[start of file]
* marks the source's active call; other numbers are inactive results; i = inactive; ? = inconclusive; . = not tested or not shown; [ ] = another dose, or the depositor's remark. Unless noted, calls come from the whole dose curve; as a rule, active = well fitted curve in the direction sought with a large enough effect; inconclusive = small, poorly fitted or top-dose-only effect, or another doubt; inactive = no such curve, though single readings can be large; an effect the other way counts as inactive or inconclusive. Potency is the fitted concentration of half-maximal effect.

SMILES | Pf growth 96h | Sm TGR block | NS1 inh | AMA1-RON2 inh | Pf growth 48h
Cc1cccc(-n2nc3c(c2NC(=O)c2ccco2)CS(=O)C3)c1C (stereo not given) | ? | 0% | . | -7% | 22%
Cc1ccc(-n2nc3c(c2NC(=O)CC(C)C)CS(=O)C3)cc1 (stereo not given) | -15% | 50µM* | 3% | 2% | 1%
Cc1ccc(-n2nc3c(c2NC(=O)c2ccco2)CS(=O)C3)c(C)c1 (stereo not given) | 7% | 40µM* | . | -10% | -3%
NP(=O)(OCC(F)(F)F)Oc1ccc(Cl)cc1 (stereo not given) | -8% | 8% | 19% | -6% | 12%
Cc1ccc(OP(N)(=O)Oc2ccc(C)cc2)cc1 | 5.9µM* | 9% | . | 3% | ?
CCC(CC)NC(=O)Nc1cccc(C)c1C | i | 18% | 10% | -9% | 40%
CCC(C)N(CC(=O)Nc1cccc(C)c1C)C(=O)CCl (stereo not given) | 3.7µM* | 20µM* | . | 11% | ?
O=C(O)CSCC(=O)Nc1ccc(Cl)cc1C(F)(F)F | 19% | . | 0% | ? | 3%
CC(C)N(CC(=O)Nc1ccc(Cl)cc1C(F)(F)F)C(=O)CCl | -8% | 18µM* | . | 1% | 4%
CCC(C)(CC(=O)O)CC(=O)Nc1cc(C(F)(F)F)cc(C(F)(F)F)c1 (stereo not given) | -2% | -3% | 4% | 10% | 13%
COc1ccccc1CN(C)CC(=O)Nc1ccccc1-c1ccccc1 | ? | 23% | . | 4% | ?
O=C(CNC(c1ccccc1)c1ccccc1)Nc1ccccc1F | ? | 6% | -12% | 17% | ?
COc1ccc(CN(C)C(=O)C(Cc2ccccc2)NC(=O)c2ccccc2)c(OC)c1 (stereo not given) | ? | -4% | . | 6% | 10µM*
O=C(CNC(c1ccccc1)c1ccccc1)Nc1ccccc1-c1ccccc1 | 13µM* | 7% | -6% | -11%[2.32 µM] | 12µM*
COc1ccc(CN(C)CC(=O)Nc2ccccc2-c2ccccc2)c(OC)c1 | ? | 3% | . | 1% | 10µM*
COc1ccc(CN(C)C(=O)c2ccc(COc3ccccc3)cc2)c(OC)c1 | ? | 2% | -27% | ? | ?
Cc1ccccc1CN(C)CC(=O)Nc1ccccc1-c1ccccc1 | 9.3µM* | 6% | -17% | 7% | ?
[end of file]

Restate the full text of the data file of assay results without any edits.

* marks the source's active call; other numbers are inactive results; i = inactive; ? = inconclusive; . = not tested or not shown; [ ] = another dose, or the depositor's remark. Unless noted, calls come from the whole dose curve; as a rule, active = well fitted curve in the direction sought with a large enough effect; inconclusive = small, poorly fitted or top-dose-only effect, or another doubt; inactive = no such curve, though single readings can be large; an effect the other way counts as inactive or inconclusive. Potency is the fitted concentration of half-maximal effect.

SMILES | Pf growth 96h | Sm TGR block | NS1 inh | AMA1-RON2 inh | Pf growth 48h
Cc1cccc(-n2nc3c(c2NC(=O)c2ccco2)CS(=O)C3)c1C (stereo not given) | ? | 0% | . | -7% | 22%
Cc1ccc(-n2nc3c(c2NC(=O)CC(C)C)CS(=O)C3)cc1 (stereo not given) | -15% | 50µM* | 3% | 2% | 1%
Cc1ccc(-n2nc3c(c2NC(=O)c2ccco2)CS(=O)C3)c(C)c1 (stereo not given) | 7% | 40µM* | . | -10% | -3%
NP(=O)(OCC(F)(F)F)Oc1ccc(Cl)cc1 (stereo not given) | -8% | 8% | 19% | -6% | 12%
Cc1ccc(OP(N)(=O)Oc2ccc(C)cc2)cc1 | 5.9µM* | 9% | . | 3% | ?
CCC(CC)NC(=O)Nc1cccc(C)c1C | i | 18% | 10% | -9% | 40%
CCC(C)N(CC(=O)Nc1cccc(C)c1C)C(=O)CCl (stereo not given) | 3.7µM* | 20µM* | . | 11% | ?
O=C(O)CSCC(=O)Nc1ccc(Cl)cc1C(F)(F)F | 19% | . | 0% | ? | 3%
CC(C)N(CC(=O)Nc1ccc(Cl)cc1C(F)(F)F)C(=O)CCl | -8% | 18µM* | . | 1% | 4%
CCC(C)(CC(=O)O)CC(=O)Nc1cc(C(F)(F)F)cc(C(F)(F)F)c1 (stereo not given) | -2% | -3% | 4% | 10% | 13%
COc1ccccc1CN(C)CC(=O)Nc1ccccc1-c1ccccc1 | ? | 23% | . | 4% | ?
O=C(CNC(c1ccccc1)c1ccccc1)Nc1ccccc1F | ? | 6% | -12% | 17% | ?
COc1ccc(CN(C)C(=O)C(Cc2ccccc2)NC(=O)c2ccccc2)c(OC)c1 (stereo not given) | ? | -4% | . | 6% | 10µM*
O=C(CNC(c1ccccc1)c1ccccc1)Nc1ccccc1-c1ccccc1 | 13µM* | 7% | -6% | -11%[2.32 µM] | 12µM*
COc1ccc(CN(C)CC(=O)Nc2ccccc2-c2ccccc2)c(OC)c1 | ? | 3% | . | 1% | 10µM*
COc1ccc(CN(C)C(=O)c2ccc(COc3ccccc3)cc2)c(OC)c1 | ? | 2% | -27% | ? | ?
Cc1ccccc1CN(C)CC(=O)Nc1ccccc1-c1ccccc1 | 9.3µM* | 6% | -17% | 7% | ?